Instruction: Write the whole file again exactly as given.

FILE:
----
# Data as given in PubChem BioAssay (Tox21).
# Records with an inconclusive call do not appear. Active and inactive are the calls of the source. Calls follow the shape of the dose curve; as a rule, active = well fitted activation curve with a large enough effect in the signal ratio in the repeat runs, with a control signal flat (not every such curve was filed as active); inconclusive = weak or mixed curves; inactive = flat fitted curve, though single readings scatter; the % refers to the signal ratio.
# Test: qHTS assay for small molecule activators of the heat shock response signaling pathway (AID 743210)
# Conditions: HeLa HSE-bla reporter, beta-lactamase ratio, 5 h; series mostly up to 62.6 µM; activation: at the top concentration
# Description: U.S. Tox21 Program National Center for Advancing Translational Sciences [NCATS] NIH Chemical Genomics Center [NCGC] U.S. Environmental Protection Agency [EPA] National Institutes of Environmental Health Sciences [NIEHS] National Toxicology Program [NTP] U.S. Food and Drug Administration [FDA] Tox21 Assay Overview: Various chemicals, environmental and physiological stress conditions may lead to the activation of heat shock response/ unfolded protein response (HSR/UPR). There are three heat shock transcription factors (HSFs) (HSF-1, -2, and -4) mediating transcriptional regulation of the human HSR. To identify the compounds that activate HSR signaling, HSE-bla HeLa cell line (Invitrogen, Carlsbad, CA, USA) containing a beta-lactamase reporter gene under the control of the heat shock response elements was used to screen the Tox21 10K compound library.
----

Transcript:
# Data as given in PubChem BioAssay (Tox21).
# Records with an inconclusive call do not appear. Active and inactive are the calls of the source. Calls follow the shape of the dose curve; as a rule, active = well fitted activation curve with a large enough effect in the signal ratio in the repeat runs, with a control signal flat (not every such curve was filed as active); inconclusive = weak or mixed curves; inactive = flat fitted curve, though single readings scatter; the % refers to the signal ratio.
# Test: qHTS assay for small molecule activators of the heat shock response signaling pathway (AID 743210)
# Conditions: HeLa HSE-bla reporter, beta-lactamase ratio, 5 h; series mostly up to 62.6 µM; activation: at the top concentration
# Description: U.S. Tox21 Program National Center for Advancing Translational Sciences [NCATS] NIH Chemical Genomics Center [NCGC] U.S. Environmental Protection Agency [EPA] National Institutes of Environmental Health Sciences [NIEHS] National Toxicology Program [NTP] U.S. Food and Drug Administration [FDA] Tox21 Assay Overview: Various chemicals, environmental and physiological stress conditions may lead to the activation of heat shock response/ unfolded protein response (HSR/UPR). There are three heat shock transcription factors (HSFs) (HSF-1, -2, and -4) mediating transcriptional regulation of the human HSR. To identify the compounds that activate HSR signaling, HSE-bla HeLa cell line (Invitrogen, Carlsbad, CA, USA) containing a beta-lactamase reporter gene under the control of the heat shock response elements was used to screen the Tox21 10K compound library.